AX: Are there any challenges to setting a show in high school and dealing with so many characters who are minors?

McDONALD: Now that Season 2 is under our belts, I would say, surprisingly, no. I think going into it, there were probably concerns about casting, how to find four young actors who could carry scenes and step up and be acting across from Regina King or Lili Taylor, Felicity Huffman or Tim Hutton, people that are at the top of the game. We were very blessed in that we had four young actors who were very skilled, but also learned very quickly with these amazing teachers acting across from them.

I do know that that people have concerns when making high school shows [because] in other high school shows, it feels like the stakes are often not high enough to wrap the drama around, because there aren’t life and death stakes in most high school shows. I think the core of what our show is about is, those stakes were immediate and they’re the threat of jail, the threat of exposure – all those things I think are emotionally very interesting to watch and dramatize. So I don’t think we had any challenges – none of our actors were under eighteen, they all were older, eighteen, early twenties, and were very capable and mature. They all, except for Angelique [Rivera, who plays Evy], had series or movies under their belts and were very, very professional. Angelique was such a star when we met her, and such a hard worker just through the audition process, we knew she would have no problems with the [dialogue] or any of that stuff.

AX: Have you learned anything researching Season 2 that has surprised or disturbed you?

McDONALD: Yes. I think the biggest surprise was how prevalent this actually is, this male-on-male sexual assault in the hyper-masculine world of sports and the military and fraternities and how under-reported it is. The biggest shock was, if you just do a Google search, you can find dozens of these cases, but nobody had ever moved them into a national discussion, until very recently. The one episode that happened in Tennessee that happened to break through nationally the same day we premiered, and I don’t know if that was by accident, I don’t know if that was we were tapping into something at the same time other people were, or if it was becoming part of a conversation, but that was what was shocking to me, is that when we started looking at this, how frequently this has happened and gets into the local papers, but never goes nationwide and is suppressed so quickly. There is a prevalent amount of male sexual assault on other males in these environments.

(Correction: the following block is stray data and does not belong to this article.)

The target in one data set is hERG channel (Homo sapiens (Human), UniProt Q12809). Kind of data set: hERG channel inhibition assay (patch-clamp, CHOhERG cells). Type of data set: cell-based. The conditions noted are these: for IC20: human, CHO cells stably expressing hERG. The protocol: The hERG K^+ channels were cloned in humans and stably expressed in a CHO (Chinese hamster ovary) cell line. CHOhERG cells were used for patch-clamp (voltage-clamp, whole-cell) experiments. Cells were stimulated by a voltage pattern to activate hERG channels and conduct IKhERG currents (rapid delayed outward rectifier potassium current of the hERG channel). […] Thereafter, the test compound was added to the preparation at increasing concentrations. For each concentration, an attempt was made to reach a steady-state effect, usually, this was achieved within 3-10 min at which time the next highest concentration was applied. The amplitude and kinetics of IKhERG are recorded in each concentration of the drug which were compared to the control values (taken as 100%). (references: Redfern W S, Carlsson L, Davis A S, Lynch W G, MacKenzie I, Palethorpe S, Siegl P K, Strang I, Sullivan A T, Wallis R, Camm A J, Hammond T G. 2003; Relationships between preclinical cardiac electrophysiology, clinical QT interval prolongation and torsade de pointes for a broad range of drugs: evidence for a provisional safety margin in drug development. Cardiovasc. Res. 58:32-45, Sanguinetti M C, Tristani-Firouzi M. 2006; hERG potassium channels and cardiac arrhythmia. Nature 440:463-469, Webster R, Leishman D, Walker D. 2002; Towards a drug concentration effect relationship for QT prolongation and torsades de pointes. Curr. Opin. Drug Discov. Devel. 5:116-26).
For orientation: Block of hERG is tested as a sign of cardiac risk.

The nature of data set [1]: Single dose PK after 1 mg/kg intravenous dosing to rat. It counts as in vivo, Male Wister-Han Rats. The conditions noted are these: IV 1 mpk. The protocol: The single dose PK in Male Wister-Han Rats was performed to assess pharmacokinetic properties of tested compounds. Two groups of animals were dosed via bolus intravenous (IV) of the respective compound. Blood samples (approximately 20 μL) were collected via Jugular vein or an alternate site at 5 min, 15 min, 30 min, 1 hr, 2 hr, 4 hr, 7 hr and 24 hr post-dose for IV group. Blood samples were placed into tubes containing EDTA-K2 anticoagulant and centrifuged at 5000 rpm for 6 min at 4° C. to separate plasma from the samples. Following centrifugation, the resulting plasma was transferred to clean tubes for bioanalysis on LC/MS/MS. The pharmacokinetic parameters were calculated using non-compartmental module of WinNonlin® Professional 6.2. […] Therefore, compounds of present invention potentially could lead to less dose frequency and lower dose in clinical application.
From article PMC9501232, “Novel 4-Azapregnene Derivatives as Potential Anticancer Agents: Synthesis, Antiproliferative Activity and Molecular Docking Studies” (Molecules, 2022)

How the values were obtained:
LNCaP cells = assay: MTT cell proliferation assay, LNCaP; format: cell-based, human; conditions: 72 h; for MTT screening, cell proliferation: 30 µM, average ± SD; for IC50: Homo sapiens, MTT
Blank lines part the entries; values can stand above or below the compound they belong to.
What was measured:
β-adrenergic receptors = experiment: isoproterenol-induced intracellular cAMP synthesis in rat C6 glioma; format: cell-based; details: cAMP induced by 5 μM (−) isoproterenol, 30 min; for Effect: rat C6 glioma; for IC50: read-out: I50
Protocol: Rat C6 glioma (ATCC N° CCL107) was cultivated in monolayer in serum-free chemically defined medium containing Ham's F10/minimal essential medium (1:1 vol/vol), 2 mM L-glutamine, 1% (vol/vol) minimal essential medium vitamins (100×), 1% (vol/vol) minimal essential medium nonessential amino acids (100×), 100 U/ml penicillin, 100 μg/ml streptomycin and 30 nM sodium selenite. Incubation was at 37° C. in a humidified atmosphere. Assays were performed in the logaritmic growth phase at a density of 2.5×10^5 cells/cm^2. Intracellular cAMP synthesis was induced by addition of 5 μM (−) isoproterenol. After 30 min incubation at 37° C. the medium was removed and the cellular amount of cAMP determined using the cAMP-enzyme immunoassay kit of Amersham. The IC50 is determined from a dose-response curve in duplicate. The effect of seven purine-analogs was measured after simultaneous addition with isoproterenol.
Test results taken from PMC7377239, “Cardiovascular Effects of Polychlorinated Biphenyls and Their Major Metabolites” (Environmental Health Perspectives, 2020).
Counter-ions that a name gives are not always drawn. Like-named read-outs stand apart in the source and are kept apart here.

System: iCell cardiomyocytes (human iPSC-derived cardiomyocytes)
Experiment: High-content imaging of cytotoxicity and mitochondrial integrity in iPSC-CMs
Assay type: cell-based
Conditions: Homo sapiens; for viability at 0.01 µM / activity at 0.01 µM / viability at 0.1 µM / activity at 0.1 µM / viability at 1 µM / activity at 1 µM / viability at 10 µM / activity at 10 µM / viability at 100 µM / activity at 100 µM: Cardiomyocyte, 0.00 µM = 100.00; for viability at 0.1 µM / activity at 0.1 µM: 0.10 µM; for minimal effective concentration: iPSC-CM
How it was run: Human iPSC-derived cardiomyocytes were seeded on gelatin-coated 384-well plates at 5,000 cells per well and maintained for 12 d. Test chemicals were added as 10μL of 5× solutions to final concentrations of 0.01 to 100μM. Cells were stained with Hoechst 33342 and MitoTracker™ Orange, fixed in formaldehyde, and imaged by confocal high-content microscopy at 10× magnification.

AX: Do you think the fact that these assaults are under-reported is due to homophobia, do you think it’s sports worship …?

McDONALD: I think it’s actually very much sports worship, I think it’s very much homophobia. I do not necessarily think that all of these boys are involved in purely sexual [incidents] – I think there’s shame involved, and so therefore they don’t want to be branded, their parents don’t want to be branded, the schools don’t want them to be branded as gay. As openly gay myself, I reflect back upon my high school years, when I wasn’t openly gay, and it’s such a difficult process for a young man to go through, and to be in the hyper-masculine world of sports, it’s just even more difficult, and I do think, yes, it’s wrapped in homophobia, no one wants to be labeled gay in that world, and also, the level at which sports teams are idealized in their high schools and their colleges. It doesn’t have to be just male on male assault. There’s a huge prevalence of violence against females by sports figures that is swept under the rug, too.